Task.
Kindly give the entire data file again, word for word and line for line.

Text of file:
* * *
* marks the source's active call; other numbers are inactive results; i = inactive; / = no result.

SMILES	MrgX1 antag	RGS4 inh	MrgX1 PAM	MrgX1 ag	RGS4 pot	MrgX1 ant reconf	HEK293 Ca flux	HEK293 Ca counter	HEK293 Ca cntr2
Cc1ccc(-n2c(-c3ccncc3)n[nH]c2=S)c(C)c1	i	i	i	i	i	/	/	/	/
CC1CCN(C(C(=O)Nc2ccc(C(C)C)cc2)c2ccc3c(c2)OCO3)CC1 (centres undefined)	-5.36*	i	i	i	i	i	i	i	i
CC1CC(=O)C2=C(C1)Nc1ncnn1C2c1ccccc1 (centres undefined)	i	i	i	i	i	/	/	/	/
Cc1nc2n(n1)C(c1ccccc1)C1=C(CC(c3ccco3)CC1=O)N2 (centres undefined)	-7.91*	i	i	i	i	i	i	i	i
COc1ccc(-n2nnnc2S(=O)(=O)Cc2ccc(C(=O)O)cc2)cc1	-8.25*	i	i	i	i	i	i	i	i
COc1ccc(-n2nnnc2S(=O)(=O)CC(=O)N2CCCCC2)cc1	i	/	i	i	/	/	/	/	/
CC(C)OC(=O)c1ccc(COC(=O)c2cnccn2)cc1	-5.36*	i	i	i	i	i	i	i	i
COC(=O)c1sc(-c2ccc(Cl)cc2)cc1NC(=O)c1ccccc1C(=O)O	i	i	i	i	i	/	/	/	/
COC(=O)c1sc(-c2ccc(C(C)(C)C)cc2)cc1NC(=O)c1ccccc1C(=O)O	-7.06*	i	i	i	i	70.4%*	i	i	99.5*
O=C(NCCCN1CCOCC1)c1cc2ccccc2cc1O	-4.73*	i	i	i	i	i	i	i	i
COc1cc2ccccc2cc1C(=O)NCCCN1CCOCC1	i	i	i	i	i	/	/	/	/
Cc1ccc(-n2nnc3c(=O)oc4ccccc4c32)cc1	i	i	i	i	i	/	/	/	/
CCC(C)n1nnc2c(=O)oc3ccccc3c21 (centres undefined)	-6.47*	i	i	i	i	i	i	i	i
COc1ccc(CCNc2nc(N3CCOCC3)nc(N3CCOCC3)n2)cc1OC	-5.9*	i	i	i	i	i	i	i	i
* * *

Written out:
* marks the source's active call; other numbers are inactive results; i = inactive; / = no result.

SMILES	MrgX1 antag	RGS4 inh	MrgX1 PAM	MrgX1 ag	RGS4 pot	MrgX1 ant reconf	HEK293 Ca flux	HEK293 Ca counter	HEK293 Ca cntr2
Cc1ccc(-n2c(-c3ccncc3)n[nH]c2=S)c(C)c1	i	i	i	i	i	/	/	/	/
CC1CCN(C(C(=O)Nc2ccc(C(C)C)cc2)c2ccc3c(c2)OCO3)CC1 (centres undefined)	-5.36*	i	i	i	i	i	i	i	i
CC1CC(=O)C2=C(C1)Nc1ncnn1C2c1ccccc1 (centres undefined)	i	i	i	i	i	/	/	/	/
Cc1nc2n(n1)C(c1ccccc1)C1=C(CC(c3ccco3)CC1=O)N2 (centres undefined)	-7.91*	i	i	i	i	i	i	i	i
COc1ccc(-n2nnnc2S(=O)(=O)Cc2ccc(C(=O)O)cc2)cc1	-8.25*	i	i	i	i	i	i	i	i
COc1ccc(-n2nnnc2S(=O)(=O)CC(=O)N2CCCCC2)cc1	i	/	i	i	/	/	/	/	/
CC(C)OC(=O)c1ccc(COC(=O)c2cnccn2)cc1	-5.36*	i	i	i	i	i	i	i	i
COC(=O)c1sc(-c2ccc(Cl)cc2)cc1NC(=O)c1ccccc1C(=O)O	i	i	i	i	i	/	/	/	/
COC(=O)c1sc(-c2ccc(C(C)(C)C)cc2)cc1NC(=O)c1ccccc1C(=O)O	-7.06*	i	i	i	i	70.4%*	i	i	99.5*
O=C(NCCCN1CCOCC1)c1cc2ccccc2cc1O	-4.73*	i	i	i	i	i	i	i	i
COc1cc2ccccc2cc1C(=O)NCCCN1CCOCC1	i	i	i	i	i	/	/	/	/
Cc1ccc(-n2nnc3c(=O)oc4ccccc4c32)cc1	i	i	i	i	i	/	/	/	/
CCC(C)n1nnc2c(=O)oc3ccccc3c21 (centres undefined)	-6.47*	i	i	i	i	i	i	i	i
COc1ccc(CCNc2nc(N3CCOCC3)nc(N3CCOCC3)n2)cc1OC	-5.9*	i	i	i	i	i	i	i	i